First things first: There is no such stuff as a "loose" vagina. Your vagina may change due to age, childbirth, and illness, but it won't lose its stretch entirely. People are shamed historically for their sex lives using the myth of a loose vagina. But it doesn't matter who you have sex with or how often. Penetration won't lead to your vagina stretching out permanently.
Only two things can affect the elasticity of your vagina: age and childbirth. Over time, delivery and 'age' could potentially result in a slight natural loosening of your vagina. Also, women with more than one vaginal birth are more prone to weakened vaginal muscles.
You may notice a change in your vagina's elasticity beginning in your 40s. That's because estrogen levels will drop as you enter the perimenopause stage. Losing estrogen indicates your vaginal tissue will become thinner, drier, less acidic, and less stretchy or flexible.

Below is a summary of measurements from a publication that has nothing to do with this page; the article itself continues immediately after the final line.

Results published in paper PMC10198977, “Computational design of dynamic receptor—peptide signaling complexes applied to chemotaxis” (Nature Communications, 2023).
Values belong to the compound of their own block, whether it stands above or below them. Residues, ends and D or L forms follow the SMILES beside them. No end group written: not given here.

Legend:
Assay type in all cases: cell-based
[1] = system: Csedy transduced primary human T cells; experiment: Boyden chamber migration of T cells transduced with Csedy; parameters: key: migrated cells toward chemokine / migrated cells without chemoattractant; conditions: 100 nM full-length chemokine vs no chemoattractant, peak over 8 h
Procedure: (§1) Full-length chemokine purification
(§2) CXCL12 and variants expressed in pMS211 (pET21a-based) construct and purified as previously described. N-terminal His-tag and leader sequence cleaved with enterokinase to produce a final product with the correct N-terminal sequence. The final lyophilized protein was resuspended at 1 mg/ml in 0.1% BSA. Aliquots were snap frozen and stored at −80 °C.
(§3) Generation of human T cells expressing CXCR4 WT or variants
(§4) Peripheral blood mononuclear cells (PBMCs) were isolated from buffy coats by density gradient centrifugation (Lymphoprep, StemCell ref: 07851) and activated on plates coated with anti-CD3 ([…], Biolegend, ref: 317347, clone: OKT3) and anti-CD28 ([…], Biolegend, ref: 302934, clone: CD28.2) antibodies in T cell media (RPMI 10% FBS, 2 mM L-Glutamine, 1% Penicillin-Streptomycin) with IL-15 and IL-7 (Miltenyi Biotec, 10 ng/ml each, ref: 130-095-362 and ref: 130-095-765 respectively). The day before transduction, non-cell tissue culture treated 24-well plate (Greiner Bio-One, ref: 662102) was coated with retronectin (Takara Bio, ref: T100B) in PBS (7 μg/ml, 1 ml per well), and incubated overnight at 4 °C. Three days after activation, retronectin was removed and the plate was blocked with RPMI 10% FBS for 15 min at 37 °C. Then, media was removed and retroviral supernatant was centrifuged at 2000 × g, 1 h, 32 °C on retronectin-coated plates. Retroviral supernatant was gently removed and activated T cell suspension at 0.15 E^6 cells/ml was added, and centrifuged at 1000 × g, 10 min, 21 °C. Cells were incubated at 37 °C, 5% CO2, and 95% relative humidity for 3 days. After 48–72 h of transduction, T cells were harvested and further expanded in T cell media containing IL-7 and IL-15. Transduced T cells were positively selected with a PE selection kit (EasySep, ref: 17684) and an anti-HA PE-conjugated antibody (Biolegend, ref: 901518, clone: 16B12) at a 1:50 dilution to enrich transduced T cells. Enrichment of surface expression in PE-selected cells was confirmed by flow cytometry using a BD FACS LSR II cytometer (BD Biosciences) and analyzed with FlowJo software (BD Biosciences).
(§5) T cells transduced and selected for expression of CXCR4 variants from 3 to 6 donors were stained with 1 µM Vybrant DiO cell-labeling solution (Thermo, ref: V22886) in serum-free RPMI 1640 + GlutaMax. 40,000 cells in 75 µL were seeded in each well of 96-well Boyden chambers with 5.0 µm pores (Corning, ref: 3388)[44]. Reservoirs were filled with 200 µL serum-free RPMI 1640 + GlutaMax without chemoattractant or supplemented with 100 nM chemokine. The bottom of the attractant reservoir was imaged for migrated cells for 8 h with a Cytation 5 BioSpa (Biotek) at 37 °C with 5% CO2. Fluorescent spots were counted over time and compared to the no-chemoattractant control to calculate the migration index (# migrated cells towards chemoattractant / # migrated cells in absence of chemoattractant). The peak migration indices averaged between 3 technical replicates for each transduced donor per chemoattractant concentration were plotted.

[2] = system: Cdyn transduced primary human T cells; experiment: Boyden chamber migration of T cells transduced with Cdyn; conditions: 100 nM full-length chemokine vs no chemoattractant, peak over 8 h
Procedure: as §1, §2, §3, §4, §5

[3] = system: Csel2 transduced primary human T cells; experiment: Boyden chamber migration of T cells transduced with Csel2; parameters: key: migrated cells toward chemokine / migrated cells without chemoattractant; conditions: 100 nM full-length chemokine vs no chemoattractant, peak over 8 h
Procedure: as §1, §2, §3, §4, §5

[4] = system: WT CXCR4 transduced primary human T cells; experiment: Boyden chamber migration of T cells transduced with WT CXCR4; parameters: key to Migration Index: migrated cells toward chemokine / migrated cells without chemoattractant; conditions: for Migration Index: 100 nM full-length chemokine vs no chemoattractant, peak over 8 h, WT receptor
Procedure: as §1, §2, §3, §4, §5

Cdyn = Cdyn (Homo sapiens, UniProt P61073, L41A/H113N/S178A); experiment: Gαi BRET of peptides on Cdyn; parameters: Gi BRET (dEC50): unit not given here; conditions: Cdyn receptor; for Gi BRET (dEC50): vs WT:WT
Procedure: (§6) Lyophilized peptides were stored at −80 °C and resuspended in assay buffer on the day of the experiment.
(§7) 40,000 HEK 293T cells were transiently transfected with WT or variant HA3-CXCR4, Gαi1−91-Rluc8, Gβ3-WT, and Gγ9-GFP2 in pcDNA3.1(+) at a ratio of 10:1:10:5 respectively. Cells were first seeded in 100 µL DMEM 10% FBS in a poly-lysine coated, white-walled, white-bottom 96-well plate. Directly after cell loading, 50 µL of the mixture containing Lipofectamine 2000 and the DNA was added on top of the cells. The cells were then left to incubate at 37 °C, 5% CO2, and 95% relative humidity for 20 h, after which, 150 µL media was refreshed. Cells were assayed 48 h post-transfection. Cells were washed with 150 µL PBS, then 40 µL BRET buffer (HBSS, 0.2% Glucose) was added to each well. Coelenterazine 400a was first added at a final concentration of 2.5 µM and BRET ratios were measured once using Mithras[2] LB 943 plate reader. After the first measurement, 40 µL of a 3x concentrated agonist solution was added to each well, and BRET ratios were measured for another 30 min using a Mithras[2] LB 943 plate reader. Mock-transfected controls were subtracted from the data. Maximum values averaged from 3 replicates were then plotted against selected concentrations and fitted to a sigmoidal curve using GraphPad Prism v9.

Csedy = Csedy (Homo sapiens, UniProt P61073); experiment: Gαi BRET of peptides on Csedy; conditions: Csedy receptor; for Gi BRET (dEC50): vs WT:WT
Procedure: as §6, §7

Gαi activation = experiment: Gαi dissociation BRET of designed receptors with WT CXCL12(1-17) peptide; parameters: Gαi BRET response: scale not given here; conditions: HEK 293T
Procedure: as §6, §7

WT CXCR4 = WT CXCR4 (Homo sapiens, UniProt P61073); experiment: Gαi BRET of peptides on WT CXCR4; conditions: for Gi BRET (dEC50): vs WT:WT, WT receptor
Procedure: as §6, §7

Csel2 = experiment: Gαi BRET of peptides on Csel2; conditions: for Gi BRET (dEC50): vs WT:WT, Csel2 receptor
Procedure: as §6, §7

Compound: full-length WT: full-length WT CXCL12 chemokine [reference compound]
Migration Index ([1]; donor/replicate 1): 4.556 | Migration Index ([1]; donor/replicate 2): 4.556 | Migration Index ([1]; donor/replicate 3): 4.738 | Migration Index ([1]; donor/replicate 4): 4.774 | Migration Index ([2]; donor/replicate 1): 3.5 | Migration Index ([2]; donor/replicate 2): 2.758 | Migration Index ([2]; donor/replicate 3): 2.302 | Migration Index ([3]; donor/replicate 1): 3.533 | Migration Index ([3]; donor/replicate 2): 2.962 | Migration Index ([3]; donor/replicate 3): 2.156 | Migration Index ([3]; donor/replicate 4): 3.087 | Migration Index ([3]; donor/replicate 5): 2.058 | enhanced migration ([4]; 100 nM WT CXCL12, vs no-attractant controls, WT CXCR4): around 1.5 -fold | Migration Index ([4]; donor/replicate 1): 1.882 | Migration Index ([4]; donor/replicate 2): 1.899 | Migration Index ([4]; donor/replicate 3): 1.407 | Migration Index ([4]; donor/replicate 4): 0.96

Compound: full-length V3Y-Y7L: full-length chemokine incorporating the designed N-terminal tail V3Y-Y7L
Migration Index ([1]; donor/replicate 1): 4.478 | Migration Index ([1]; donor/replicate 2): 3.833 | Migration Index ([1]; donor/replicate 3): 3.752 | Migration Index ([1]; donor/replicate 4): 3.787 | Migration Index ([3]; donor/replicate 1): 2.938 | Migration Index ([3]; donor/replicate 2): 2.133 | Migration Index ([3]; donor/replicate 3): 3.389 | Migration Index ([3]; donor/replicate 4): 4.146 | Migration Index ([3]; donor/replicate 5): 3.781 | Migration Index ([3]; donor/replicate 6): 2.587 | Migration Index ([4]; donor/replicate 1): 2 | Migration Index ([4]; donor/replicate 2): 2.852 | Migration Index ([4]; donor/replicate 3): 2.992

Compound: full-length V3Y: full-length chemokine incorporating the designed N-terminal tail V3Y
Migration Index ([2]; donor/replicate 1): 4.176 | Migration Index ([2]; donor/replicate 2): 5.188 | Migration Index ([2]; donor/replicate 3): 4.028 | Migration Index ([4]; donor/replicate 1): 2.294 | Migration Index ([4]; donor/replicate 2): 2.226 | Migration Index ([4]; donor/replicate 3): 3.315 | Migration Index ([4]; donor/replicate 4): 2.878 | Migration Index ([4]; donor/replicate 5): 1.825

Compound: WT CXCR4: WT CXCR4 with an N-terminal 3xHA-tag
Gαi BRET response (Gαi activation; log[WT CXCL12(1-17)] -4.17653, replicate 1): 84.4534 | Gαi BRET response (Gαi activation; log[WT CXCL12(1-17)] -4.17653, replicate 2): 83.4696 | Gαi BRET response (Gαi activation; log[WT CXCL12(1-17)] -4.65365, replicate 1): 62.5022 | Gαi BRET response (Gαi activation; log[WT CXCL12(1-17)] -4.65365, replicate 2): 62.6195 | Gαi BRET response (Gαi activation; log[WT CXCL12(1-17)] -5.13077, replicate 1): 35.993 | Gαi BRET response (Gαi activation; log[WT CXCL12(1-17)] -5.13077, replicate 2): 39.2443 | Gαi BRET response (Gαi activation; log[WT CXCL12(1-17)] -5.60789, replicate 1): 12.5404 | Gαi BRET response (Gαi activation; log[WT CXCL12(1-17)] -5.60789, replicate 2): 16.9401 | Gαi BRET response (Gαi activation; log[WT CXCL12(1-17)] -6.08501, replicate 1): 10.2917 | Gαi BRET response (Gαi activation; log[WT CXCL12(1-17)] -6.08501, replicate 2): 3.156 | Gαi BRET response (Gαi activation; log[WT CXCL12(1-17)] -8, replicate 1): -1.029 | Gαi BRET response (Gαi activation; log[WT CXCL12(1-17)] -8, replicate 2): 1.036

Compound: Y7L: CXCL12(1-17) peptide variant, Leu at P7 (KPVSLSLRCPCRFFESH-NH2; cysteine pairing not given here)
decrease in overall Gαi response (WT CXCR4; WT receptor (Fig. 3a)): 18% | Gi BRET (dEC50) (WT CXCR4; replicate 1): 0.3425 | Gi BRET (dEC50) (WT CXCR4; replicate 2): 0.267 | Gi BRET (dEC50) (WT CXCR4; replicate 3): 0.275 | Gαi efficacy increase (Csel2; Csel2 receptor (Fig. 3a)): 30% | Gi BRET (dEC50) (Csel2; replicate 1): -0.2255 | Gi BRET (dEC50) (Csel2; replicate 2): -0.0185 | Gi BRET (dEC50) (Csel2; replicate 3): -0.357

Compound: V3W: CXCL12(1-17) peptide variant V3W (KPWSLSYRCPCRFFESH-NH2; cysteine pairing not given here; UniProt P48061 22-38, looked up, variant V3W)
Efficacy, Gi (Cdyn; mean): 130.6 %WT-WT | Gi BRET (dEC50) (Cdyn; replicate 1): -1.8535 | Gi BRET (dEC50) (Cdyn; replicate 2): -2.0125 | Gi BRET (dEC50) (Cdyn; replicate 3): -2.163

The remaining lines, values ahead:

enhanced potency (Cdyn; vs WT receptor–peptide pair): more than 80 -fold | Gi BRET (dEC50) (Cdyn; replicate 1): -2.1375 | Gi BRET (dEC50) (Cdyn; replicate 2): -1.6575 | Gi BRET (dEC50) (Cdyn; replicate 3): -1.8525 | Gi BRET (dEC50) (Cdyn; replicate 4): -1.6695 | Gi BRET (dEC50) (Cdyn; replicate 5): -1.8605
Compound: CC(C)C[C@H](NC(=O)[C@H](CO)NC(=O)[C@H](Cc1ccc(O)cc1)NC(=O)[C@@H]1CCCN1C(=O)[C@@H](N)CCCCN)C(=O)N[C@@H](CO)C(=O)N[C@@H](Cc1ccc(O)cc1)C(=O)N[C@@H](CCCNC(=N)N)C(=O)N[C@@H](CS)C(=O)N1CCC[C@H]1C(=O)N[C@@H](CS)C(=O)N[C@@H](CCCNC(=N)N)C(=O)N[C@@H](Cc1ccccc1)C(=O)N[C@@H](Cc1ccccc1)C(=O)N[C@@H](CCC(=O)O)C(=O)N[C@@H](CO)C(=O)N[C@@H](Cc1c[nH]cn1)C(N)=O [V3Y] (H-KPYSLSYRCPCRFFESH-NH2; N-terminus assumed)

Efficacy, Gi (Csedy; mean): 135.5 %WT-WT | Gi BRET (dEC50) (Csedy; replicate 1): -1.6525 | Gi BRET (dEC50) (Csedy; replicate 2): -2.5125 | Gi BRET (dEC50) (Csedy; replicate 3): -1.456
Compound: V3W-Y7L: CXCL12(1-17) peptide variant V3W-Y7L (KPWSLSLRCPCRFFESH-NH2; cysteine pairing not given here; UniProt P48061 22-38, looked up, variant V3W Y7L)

You can strengthen your cervix muscles by doing Kegel and pelvic tilt exercises.
The steps to perform the Kegel exercise are as follows:
An individual must identify the pelvic floor muscles by stopping midway while urinating.
After identifying the pelvic floor muscles, select a position for performing the level exercises.
Tighten the pelvic floor muscles and keep this contraction for about 5 seconds. Then, relax for about 5 seconds.
Repeat it a few times.
One should stand upright with the shoulders and butt against the wall.
Hold both knees soft.
It would help if you pulled the belly button towards the spine while flattening the back against the wall and held this for 5 seconds.
Repeat a few times, up to five times a day.
After childbirth or during ageing, the vagina may differ. Despite certain myths, sex does not cause a loose vagina. Also, the vagina's tightness or looseness is not related to how many people you've slept with. Unless you're experiencing symptoms of pelvic floor weakness like incontinence and lower back pain, your vaginal tightness is probably not something you need to worry about.